The food fight between the United States and the Russian Federation has revolved around relatively minor issues in the two countries’ relationship like whether Obama will have a summit with Putin in September (no), whether Russia would grant Edward Snowden asylum (yes), whether Americans can adopt Russian babies (no), whether the US would sanction Russian officials for the death in prison of dissident attorney Sergei Magnitsky.
The Russian government dismissed Obama’s cancellation of his summit with Putin at the G-20 meeting (Obama will still attend the latter) as a sign that the United States still doesn’t recognize the Russian Federation as an equal. That is, Putin feels that the Americans have a superiority complex and act in paternalistic and slighting ways toward other countries.
A less remarked-on round in this game of tit for tat (which so far doesn’t rise to the level of being very serious) is the government’s decision last April to deny visas to American officials and former officials who had something to do with torture at Guantanamo, where Russian citizens have been held.
The Moscow Times reports
“The list of banned officials released by the Foreign Ministry in April included former U.S. Vice President Dick Cheney’s chief of staff David Addington, former U.S. Justice Department adviser John Yoo and various other Justice Department officials alleged to have violated Russian citizens’ human rights. United States Admiral Jeffrey Harbeson, the former head of the Guantanamo prison, was denied a Russian visa in January, Komsomolskaya Pravda reported.”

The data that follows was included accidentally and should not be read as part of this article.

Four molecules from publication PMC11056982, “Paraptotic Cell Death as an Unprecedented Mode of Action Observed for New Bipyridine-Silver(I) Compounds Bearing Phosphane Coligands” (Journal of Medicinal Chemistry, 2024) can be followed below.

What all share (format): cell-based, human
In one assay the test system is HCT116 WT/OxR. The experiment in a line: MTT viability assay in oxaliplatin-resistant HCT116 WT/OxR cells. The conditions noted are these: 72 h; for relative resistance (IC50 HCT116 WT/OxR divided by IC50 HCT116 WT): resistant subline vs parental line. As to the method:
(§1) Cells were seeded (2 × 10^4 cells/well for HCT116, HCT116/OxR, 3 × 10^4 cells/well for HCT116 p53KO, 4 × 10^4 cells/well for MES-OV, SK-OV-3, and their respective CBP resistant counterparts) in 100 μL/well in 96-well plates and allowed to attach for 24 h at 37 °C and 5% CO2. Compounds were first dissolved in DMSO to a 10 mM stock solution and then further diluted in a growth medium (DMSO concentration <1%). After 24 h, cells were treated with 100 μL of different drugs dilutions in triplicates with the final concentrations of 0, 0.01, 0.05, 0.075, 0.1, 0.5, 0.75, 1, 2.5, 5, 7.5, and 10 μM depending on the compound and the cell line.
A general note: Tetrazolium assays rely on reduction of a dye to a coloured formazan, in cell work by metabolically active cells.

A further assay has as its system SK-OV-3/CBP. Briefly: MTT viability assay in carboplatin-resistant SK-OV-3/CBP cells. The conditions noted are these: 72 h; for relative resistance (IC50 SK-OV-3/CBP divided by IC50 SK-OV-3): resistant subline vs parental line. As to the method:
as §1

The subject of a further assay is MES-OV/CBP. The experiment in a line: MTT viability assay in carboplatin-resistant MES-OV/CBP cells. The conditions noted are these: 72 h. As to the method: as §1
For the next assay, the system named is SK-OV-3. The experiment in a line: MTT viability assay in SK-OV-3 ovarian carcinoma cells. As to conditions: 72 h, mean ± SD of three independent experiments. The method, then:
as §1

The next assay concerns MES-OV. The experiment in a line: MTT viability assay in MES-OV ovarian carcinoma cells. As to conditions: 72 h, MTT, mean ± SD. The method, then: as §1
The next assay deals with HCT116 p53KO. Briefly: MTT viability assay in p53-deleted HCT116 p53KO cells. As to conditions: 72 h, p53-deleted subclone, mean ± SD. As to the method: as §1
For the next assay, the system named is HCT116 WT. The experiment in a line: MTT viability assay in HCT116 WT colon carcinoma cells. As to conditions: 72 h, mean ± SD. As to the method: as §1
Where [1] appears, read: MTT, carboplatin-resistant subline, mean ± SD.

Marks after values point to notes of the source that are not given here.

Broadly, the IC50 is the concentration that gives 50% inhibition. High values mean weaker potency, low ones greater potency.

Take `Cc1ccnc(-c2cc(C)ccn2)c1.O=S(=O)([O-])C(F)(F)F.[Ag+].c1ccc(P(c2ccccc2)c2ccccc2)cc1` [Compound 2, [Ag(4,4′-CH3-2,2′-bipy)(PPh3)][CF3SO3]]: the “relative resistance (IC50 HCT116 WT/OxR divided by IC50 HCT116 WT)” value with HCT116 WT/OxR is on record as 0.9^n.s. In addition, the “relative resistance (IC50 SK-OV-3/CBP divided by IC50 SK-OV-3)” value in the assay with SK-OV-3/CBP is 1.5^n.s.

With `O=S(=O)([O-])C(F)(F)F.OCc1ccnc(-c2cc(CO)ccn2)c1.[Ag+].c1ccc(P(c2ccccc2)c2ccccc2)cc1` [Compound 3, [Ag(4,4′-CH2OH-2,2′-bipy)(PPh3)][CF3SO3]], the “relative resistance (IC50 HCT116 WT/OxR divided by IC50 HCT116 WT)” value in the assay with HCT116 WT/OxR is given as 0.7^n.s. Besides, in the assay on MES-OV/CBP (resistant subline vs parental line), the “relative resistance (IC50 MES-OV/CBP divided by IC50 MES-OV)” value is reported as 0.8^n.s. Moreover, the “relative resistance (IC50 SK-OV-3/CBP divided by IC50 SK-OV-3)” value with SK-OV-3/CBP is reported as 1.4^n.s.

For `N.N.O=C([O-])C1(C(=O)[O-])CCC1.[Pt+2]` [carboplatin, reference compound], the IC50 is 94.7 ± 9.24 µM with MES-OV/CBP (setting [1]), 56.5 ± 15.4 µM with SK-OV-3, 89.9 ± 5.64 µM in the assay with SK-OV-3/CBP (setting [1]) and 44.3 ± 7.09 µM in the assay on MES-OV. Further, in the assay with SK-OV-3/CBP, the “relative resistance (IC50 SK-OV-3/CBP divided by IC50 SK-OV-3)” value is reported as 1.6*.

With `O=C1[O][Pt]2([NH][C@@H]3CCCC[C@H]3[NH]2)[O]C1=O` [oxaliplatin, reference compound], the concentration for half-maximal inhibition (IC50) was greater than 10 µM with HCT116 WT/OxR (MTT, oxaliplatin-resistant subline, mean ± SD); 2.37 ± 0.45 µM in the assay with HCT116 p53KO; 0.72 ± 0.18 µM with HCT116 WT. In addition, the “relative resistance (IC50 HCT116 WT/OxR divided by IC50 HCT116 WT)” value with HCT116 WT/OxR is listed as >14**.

I mostly think these prickly diplomatic snubs are most unhelpful and that both countries should take a deep breath and step back. But actually, the banning of US personnel involved with torture is only right, especially since the US government is never going to prosecute these monsters. You hope that Russian authorities are making sure not to replicate American mistakes.
The reason I said at the outset that I don’t think these tiffs with Russia are very consequential is that there is tremendous Russian cooperation with the US and NATO in Afghanistan, on fighting drug trafficking, and many other issues that seems unaffected by the diplomatic sniping of the two sides.